1973 Prime Ministerial Visit

On October 31, 1973, Prime Minister Whitlam landed in Beijing, and became the first Australian Prime Minister to visit China. His chartered Qantas Boeing 707 was met by a large crowd waving Chinese and Australian flags. On the tarmac, Whitlam and his wife, Margaret were met by Zhou Enlai. The Sydney Morning Herald noted that the ceremony was far more elaborate than that accorded to President Nixon on his visit the previous year.97 Driving into Beijing, loudspeakers played Click Go the Shears, The Road to Gundagai, and Waltzing Matilda as well as Chinese revolutionary songs.98


Country Party Leader Doug Anthony chastised Whitlam for approving the playing of Advance Australia Fair rather than God Save the Queen at engagements throughout the visit. Anthony argued that this indicated that Whitlam was 'obsessed with the idea of making Australia a republic'.99


Whitlam's discussions with Zhou Enlai, as in 1971, largely revolved around international relations and regional stability. Whitlam spent a total of 17 hours in conversation with Zhou Enlai, with many meetings running significantly over their scheduled time.100 As one Australian official observed, 'when two countries haven't talked for 23 years, there is a lot to be said'.101 Other engagements included a formal banquet, at which both Whitlam and Zhou Enlai spoke, and guided tours of Beijing's significant historical and archaeological sites. One of the Chinese interpreters later recalled that: "Margaret, she was so tall...we were told she was quite a swimmer. So one of the things they prepared for her was a swimming suit in case she would want to go swimming".120



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Gough Whitlam Meeting Chairman Mao Zedong 









It was unclear whether Whitlam would be given a meeting with Chairman Mao Zedong. 'The Chinese never confirm such arrangements until the last possible moment', he later recalled, 'there was a superb touch of theatre in the way they planned these meetings. Partly in deference to the old man's health, partly to enhance the sacred aura with which they invested their leader, partly, I suppose, as a matter of public relations'.102 During a session of official talks with Premier Zhou Enlai and government officials, a phone call came for the Premier. Zhou announced that a meeting had been arranged with Mao Zedong and that they would shortly be taken to his official residence. Whitlam's conversation with Mao Zedong lasted for an hour and a half, though little is known about its content. Whitlam was reluctant to discuss the content of his discussions with Mao Zedong with the press, other than to note that he had reiterated Australia's objections to Chinese nuclear tests.103


Describing the visit later, Whitlam painted the following picture: 'We met in his study. It was a warm, comfortable room; if it had been any smaller one might have called it a den. There were deep armchairs, and the atmosphere was lived-in and engaging. I noticed some Western encyclopaedias and shelves laden with innumerable boxes and scrolls. Mao rose to meet me and showed me to the chair beside him. He was a much bigger man that most of his countrymen. He was handicapped a little by rheumatism in his feet, for which he apologised, but there was no doubting his mental vigour and unfailing good humour. I recall a massive smiling countenance and an air of scholarly refinement, as if, for all the courtesy and attention he paid his guests, his mind was still burdened with deeper things'.104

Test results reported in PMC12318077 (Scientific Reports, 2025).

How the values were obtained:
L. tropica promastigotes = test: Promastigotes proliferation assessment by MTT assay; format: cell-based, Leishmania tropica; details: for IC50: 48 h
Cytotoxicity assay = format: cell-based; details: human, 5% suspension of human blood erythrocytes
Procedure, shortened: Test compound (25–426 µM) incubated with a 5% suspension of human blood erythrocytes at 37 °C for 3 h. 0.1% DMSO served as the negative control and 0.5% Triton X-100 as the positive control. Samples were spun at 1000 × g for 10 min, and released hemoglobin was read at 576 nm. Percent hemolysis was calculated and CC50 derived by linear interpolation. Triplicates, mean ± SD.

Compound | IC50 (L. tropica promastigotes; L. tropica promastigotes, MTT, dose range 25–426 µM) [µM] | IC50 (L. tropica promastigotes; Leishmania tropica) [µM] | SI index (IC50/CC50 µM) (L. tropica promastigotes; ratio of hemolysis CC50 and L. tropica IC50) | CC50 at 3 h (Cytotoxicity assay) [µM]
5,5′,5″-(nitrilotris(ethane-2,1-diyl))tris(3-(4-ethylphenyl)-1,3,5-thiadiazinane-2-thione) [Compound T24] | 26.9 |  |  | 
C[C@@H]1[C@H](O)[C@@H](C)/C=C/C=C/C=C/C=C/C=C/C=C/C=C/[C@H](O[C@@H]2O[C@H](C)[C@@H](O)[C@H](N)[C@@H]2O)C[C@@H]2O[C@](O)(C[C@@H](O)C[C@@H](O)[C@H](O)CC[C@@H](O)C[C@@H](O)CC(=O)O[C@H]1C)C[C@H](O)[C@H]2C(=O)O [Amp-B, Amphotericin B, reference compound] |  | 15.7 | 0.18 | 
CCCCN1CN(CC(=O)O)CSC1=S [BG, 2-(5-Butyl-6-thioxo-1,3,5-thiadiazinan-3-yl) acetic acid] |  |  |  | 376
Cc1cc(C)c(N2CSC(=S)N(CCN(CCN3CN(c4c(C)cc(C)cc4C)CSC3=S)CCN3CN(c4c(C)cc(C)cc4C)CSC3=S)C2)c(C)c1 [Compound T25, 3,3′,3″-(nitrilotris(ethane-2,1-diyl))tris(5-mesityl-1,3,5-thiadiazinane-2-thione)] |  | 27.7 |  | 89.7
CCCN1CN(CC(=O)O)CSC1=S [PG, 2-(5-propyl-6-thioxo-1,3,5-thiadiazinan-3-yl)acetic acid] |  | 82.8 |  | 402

Although the meeting was short compared to his eleven hours worth of interaction with Zhou Enlai, the moment obviously made a strong impression on Whitlam. He later observed that Mao Zedong was 'was very much abreast of affairs, aware of what was going on in the Western world and ready to express opinions about personalities and issues. He obviously enjoyed an exchange of views. He may have found some stimulus in hearing the opinions of a stranger from a different country, however erroneous my views may have been. He lacked Zhou's grasp of detail and incomparable knowledge of particular events and personalities, but his wisdom and sense of history were deep and unmistakable.'105 One journalist travelling with Whitlam noted that107:



 "Mr Whitlam was obviously carrying the exhilaration of it with him a couple of hours later when he arrived at Peking's [Chengdu] restaurant for a dinner arranged by the Australian Embassy for the Prime Minister's party. Rarely an easy mixer, Mr Whitlam sang and toasted in that fearful drink, Mao Tai, with the least inhibited and most enthusiastic in the party. It is hard to recall a happier Mr Whitlam"



At the dinner, Whitlam referred to the visit as the culmination of Australia's own 'long march', the journey to redefining its relationship to China.108


At a final press conference to conclude the four day visit, Whitlam observed that 'the great thing we have achieved this week is that a generation of lost contact between our peoples has ended'.109 Whitlam and his Minister for Northern Development, Rex Patterson also announced a $250 million (approximately $AUD 2 Billion in 2011 dollars) sugar export agreement with China.110 Conveniently, this came at a time when an export contract with Britain to supply a similar volume of sugar was due to expire, due to Britain's entry into the European Economic Community, thus depriving Australia of a significant export market.111


Zhou Enlai attended a departure ceremony at Beijing Airport to farewell Whitlam, and the Australian Government party. Whitlam had invited him to visit Australia, but this was to be the last time the two men would meet. Zhou Enlai was later diagnosed with cancer and died early in 1976.



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